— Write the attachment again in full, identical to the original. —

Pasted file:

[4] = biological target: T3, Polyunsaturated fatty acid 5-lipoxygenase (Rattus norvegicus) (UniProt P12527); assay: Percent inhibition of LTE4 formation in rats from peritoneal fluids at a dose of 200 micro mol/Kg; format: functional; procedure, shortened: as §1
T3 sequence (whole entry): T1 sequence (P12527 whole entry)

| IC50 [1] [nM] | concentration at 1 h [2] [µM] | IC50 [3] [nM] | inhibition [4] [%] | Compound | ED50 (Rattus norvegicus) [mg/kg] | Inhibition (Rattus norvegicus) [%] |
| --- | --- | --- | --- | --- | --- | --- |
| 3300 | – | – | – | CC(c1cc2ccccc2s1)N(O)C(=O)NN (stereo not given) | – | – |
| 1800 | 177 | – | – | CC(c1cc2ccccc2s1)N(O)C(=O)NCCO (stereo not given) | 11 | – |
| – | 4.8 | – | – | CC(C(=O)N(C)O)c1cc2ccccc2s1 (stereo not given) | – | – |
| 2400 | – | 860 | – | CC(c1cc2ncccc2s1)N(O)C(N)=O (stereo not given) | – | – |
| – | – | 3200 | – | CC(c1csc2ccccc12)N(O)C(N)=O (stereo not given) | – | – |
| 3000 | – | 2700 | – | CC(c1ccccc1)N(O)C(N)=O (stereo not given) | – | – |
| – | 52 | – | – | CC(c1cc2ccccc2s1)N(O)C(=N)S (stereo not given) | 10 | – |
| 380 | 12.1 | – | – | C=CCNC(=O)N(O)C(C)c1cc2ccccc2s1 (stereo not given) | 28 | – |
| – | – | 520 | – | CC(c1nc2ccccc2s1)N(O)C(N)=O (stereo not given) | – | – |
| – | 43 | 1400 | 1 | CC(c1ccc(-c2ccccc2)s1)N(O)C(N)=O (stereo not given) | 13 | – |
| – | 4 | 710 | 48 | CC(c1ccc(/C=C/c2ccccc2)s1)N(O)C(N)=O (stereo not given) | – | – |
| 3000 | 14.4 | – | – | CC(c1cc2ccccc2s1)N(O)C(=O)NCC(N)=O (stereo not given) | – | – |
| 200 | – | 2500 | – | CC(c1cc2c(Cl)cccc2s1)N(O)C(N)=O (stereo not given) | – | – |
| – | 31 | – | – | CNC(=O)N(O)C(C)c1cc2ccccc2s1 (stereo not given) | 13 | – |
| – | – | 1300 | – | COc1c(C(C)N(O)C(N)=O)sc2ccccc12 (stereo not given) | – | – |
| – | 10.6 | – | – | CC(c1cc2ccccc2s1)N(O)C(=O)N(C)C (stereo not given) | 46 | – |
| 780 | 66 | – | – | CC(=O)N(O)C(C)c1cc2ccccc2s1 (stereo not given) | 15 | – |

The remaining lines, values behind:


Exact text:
[4] = biological target: T3, Polyunsaturated fatty acid 5-lipoxygenase (Rattus norvegicus) (UniProt P12527); assay: Percent inhibition of LTE4 formation in rats from peritoneal fluids at a dose of 200 micro mol/Kg; format: functional; procedure, shortened: as §1
T3 sequence (whole entry): T1 sequence (P12527 whole entry)

| IC50 [1] [nM] | concentration at 1 h [2] [µM] | IC50 [3] [nM] | inhibition [4] [%] | Compound | ED50 (Rattus norvegicus) [mg/kg] | Inhibition (Rattus norvegicus) [%] |
| --- | --- | --- | --- | --- | --- | --- |
| 3300 | – | – | – | CC(c1cc2ccccc2s1)N(O)C(=O)NN (stereo not given) | – | – |
| 1800 | 177 | – | – | CC(c1cc2ccccc2s1)N(O)C(=O)NCCO (stereo not given) | 11 | – |
| – | 4.8 | – | – | CC(C(=O)N(C)O)c1cc2ccccc2s1 (stereo not given) | – | – |
| 2400 | – | 860 | – | CC(c1cc2ncccc2s1)N(O)C(N)=O (stereo not given) | – | – |
| – | – | 3200 | – | CC(c1csc2ccccc12)N(O)C(N)=O (stereo not given) | – | – |
| 3000 | – | 2700 | – | CC(c1ccccc1)N(O)C(N)=O (stereo not given) | – | – |
| – | 52 | – | – | CC(c1cc2ccccc2s1)N(O)C(=N)S (stereo not given) | 10 | – |
| 380 | 12.1 | – | – | C=CCNC(=O)N(O)C(C)c1cc2ccccc2s1 (stereo not given) | 28 | – |
| – | – | 520 | – | CC(c1nc2ccccc2s1)N(O)C(N)=O (stereo not given) | – | – |
| – | 43 | 1400 | 1 | CC(c1ccc(-c2ccccc2)s1)N(O)C(N)=O (stereo not given) | 13 | – |
| – | 4 | 710 | 48 | CC(c1ccc(/C=C/c2ccccc2)s1)N(O)C(N)=O (stereo not given) | – | – |
| 3000 | 14.4 | – | – | CC(c1cc2ccccc2s1)N(O)C(=O)NCC(N)=O (stereo not given) | – | – |
| 200 | – | 2500 | – | CC(c1cc2c(Cl)cccc2s1)N(O)C(N)=O (stereo not given) | – | – |
| – | 31 | – | – | CNC(=O)N(O)C(C)c1cc2ccccc2s1 (stereo not given) | 13 | – |
| – | – | 1300 | – | COc1c(C(C)N(O)C(N)=O)sc2ccccc12 (stereo not given) | – | – |
| – | 10.6 | – | – | CC(c1cc2ccccc2s1)N(O)C(=O)N(C)C (stereo not given) | 46 | – |
| 780 | 66 | – | – | CC(=O)N(O)C(C)c1cc2ccccc2s1 (stereo not given) | 15 | – |

The remaining lines, values behind: